Author Peter Jennings shared some simple secrets to contentment from his book Why Being Happy Matters during the annual general meeting of the Haliburton chapter of the Canadian Association for Retired Persons at the Haliburton Legion April 29. /CHAD INGRAM

Don’t worry be happy CARP members hear 

By Chad Ingram
Published May 1 2018

Happiness may not be a fish you can catch but we can each enjoy increased happiness in our lives if we learn some new mental habits and adopt a more appreciative perspective.

Peter Jennings’s latest book is entitled Why Being Happy Matters and the writer was at the Haliburton Legion on April 29 to talk about it with members of the Haliburton chapter of the Canadian Association for Retired Persons which was holding its annual general meeting.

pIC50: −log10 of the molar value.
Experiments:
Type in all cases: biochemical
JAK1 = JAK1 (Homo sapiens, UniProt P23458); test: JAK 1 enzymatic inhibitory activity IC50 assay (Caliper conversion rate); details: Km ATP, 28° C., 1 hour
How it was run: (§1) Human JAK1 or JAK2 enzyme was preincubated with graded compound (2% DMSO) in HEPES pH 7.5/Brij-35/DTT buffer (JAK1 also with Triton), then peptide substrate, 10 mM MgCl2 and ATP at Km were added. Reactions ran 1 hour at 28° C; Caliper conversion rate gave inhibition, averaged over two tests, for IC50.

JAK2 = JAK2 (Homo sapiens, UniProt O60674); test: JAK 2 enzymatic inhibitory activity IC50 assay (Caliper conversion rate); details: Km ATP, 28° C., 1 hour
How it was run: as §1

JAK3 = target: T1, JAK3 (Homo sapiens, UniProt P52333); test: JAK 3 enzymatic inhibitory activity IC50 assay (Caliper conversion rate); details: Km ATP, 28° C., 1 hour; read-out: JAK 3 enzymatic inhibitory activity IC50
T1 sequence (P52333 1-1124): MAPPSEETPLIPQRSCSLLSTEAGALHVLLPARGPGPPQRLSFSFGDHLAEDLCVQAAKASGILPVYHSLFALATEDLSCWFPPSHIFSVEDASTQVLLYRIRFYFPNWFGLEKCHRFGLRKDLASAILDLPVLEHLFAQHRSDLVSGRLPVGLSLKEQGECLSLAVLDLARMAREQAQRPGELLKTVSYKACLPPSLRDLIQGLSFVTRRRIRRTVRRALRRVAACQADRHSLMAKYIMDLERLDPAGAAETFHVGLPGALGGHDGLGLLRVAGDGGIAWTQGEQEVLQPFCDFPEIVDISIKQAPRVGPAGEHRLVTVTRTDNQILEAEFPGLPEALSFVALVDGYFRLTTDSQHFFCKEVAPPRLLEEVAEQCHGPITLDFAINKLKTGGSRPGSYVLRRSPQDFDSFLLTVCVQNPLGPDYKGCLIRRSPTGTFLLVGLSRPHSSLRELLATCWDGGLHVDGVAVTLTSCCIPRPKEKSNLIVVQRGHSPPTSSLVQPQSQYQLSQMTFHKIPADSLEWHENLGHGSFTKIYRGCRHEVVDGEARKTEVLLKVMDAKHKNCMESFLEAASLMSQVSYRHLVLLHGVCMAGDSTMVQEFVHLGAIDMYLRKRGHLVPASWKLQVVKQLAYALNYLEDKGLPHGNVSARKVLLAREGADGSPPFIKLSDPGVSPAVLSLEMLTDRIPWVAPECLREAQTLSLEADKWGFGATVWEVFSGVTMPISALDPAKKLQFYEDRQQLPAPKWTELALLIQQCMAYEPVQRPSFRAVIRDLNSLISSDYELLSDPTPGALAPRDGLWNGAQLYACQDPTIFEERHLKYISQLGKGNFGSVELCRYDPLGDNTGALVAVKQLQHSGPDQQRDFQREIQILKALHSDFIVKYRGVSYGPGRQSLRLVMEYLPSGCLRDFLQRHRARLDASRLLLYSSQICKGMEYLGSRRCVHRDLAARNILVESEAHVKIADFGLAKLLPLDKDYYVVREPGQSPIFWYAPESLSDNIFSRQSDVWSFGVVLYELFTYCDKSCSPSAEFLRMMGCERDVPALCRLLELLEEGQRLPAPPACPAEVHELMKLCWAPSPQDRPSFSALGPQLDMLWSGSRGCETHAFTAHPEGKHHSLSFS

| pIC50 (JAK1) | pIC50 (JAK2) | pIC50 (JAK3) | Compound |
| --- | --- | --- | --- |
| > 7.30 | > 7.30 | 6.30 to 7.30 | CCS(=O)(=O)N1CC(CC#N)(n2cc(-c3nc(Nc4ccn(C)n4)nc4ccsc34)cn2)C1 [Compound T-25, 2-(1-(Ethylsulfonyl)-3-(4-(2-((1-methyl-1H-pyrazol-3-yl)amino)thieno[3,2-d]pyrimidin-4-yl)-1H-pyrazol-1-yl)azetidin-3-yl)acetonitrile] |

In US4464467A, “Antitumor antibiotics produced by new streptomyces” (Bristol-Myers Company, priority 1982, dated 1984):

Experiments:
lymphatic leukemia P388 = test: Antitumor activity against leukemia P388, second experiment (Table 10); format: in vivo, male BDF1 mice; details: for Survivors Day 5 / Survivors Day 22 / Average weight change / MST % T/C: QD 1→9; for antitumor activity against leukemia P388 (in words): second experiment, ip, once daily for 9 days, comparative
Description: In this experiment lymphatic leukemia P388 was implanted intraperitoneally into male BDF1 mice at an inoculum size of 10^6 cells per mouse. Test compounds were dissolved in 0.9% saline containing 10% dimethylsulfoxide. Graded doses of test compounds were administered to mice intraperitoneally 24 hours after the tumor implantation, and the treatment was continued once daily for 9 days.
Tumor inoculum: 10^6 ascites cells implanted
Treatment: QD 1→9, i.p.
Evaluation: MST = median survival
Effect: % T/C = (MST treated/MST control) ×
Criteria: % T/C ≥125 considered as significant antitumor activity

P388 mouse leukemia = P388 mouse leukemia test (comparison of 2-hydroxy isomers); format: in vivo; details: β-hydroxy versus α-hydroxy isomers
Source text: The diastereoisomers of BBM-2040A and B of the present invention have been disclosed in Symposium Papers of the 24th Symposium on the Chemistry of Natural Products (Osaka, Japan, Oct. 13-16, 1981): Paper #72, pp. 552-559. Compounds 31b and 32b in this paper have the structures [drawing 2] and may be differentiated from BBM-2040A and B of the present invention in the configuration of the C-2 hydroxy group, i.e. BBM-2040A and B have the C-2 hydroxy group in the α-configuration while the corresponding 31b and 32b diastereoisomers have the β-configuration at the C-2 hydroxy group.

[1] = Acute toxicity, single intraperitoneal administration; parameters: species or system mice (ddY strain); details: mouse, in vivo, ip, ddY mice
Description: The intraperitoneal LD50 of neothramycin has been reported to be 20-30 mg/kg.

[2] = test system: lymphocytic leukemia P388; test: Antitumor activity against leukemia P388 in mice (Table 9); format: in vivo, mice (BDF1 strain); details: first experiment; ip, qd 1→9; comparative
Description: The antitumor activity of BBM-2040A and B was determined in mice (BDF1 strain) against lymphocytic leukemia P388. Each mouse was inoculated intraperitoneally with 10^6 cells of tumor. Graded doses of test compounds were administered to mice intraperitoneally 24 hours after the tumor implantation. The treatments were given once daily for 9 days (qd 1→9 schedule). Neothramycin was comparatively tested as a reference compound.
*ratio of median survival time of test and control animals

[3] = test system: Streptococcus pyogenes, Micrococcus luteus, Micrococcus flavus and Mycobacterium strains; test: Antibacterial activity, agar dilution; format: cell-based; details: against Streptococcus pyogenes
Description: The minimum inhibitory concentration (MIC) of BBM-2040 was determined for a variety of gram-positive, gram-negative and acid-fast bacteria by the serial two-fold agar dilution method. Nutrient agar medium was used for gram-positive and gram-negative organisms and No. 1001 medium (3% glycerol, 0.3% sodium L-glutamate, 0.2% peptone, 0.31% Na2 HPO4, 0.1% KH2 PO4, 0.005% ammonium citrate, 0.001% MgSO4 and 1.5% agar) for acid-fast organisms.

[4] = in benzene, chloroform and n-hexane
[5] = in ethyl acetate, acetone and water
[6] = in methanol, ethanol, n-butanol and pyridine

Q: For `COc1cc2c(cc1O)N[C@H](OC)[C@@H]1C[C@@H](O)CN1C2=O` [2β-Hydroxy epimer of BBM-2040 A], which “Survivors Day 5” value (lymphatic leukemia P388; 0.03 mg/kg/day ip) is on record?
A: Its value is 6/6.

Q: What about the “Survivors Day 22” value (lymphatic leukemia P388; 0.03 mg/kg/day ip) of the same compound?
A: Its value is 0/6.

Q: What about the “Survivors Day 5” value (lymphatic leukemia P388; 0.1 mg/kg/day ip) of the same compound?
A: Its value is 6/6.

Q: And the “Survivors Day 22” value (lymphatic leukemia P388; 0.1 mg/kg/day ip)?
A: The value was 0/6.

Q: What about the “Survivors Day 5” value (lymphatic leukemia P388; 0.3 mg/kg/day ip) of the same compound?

The book combines five years of research plus nearly 40 interviews with people in Canada the U.S. Europe Asia and Australia and looks at how we go about cultivating genuine joy and contentment in our lives.

Some of the more well-known interviewees include John Robbins of the Baskin Robbins family Rolling Stones keyboardist Chuck Leavell Oscar-nominated film director Roko Belic Time magazine columnist Joel Stein and “happiness expert” Dr. Christine Carter. A number of Jennings’s interviewees were PhDs working in the area of “positive psychology.”

What was one of the most common findings in his conversations?

“Money doesn’t buy happiness” Jennings told the crowd. “Some of them were wealthy some of them had no money at all.”

Jennings said happiness seems to stem from being grateful for what one’s got.

“Focus on what you have not what you don’t have” he said.

Jennings shared some of his own happiness breakthroughs with attendees.

“We are responsible for our own happiness; it’s up to us to take control of how we feel” he said. “We have the power to choose happiness for ourselves. We can absorb the habits of others to become happier ourselves.”

Not taking ourselves too seriously learning to treasure relationships and realizing that if life is only about material possessions that happiness will remain elusive were other pieces of advice.

You can learn more about Jennings’s book at